As Texas educators redesigned teaching on the fly in the spring of 2020 as a result of the COVID-19 pandemic, the frustration level among educators and parents was high. For families there was the stress of being together 24/7 along with the day-to-day issues of schooling: homework, inconsistent internet and, in many cases, no internet at all, establishing a routine for home-school, and too many more to count.
The stories educators can tell about the challenges remote learning presented for them and their students. Talk about blended learning – schools became responsible for producing paper packets with lessons for those without internet or computers and online lessons for students with internet connectivity.
Many parents and educators can tell of slow internet where at times students might watch a screen with a spinning circle for 45 minutes waiting for the internet to connect. A lesson planned for 30 minutes might take hours to complete as the signal would fade in and out, and the child would still have three more classes to complete.
The Texas Association of Community Schools is an organization that works with small and mid-sized school districts in Texas. While our members come from all parts of the state, it is fair to say that the majority of our members are from rural communities. The pandemic has been cruel for all Texans, but especially to those in rural areas. Let me tell you why:
According to Connected Texas, approximately 300,000 rural Texas families do not have access to broadband internet connectivity which is defined as a minimum of 25 Mbps download and 3 Mbps upload speed. What does that mean to the 300,000 families without broadband internet connectivity? It means that even if a school district provided a laptop or Chromebook with a hot spot to every school-aged
Sometimes I wish there were computer shortcuts to parenting. Not parenting via computer, but that I had the option to use certain key combinations to address kids’ behavior the way you can a computer’s behavior.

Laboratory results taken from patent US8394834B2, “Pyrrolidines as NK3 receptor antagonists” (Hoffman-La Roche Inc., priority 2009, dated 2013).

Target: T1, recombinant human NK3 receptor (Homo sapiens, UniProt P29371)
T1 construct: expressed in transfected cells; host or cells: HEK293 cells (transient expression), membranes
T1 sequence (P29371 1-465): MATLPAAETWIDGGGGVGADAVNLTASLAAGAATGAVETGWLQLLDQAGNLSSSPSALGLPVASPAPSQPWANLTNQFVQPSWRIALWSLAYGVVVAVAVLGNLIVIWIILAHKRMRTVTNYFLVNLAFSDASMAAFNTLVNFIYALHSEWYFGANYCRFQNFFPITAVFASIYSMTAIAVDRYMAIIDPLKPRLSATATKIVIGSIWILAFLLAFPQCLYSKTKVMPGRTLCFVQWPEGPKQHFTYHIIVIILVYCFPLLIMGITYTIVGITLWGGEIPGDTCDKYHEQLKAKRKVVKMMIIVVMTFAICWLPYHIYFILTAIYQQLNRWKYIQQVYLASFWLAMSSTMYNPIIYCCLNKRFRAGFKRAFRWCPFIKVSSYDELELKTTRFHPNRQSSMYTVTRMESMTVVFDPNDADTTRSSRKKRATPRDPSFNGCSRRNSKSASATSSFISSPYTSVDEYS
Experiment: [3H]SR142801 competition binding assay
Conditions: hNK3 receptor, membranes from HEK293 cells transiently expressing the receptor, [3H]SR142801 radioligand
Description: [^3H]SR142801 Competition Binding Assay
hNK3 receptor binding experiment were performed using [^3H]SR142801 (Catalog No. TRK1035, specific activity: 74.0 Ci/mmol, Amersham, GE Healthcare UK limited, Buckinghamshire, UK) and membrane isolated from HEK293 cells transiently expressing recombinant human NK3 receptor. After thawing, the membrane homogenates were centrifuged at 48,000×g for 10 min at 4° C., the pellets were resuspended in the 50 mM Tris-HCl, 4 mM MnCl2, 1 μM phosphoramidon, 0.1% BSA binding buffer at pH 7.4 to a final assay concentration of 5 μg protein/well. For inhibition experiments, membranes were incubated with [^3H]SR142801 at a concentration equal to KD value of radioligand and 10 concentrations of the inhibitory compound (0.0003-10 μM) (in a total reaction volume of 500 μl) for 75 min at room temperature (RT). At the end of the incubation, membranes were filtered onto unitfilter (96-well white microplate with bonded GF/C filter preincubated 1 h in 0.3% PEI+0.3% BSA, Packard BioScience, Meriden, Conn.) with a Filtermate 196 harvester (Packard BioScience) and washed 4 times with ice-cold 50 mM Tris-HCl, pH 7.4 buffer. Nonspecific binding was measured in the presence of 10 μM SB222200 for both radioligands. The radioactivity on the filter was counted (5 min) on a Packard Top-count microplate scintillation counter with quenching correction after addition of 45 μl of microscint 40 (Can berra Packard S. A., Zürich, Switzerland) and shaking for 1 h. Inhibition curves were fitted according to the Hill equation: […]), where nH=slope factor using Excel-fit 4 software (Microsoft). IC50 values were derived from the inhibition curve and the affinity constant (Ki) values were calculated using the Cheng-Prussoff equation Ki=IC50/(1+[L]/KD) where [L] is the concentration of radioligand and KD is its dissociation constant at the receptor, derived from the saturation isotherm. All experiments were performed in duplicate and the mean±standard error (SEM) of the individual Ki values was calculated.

For instance, if I’m working on a tedious project in the garage, and all the boys come pell-mell tumbling into the garage and start doing their impression of a stirred ant mound, I could just ctrl +alt +del and use the task manager to stop them before they knock everything off the work bench.
An added bonus of having a task manager menu to be able to view all current tasks this way would be the ability to identify which kid was doing what activity in the other room. Ctrl+alt+delete: I see boy number 3 is working on flushing action figures down the toilet. End process now.
Or think of the power of the refresh button. When I walk into the bathroom and find what appears to be the aftermath of a tornado, I could just hit F5 (ironic) and refresh what I’m looking at. This way I could easily tackle the mess, or rather wouldn’t have to.
Think of the time my wife could save by hitting ctrl + c (copying) after making a PB&J sandwich for lunch and then ctrl + p (pasting) it four more times for each kid.
Different keys perform different actions on different computer systems, but on the one I’m currently typing on Fn + F3 is the shortcut for turning the volume down. Man, could that ever come in handy.
Or what about dragging and dropping? If I could just point my hand at a boy, use the grab function, and then pick them up and move them wherever they were supposed to be (probably to bed) what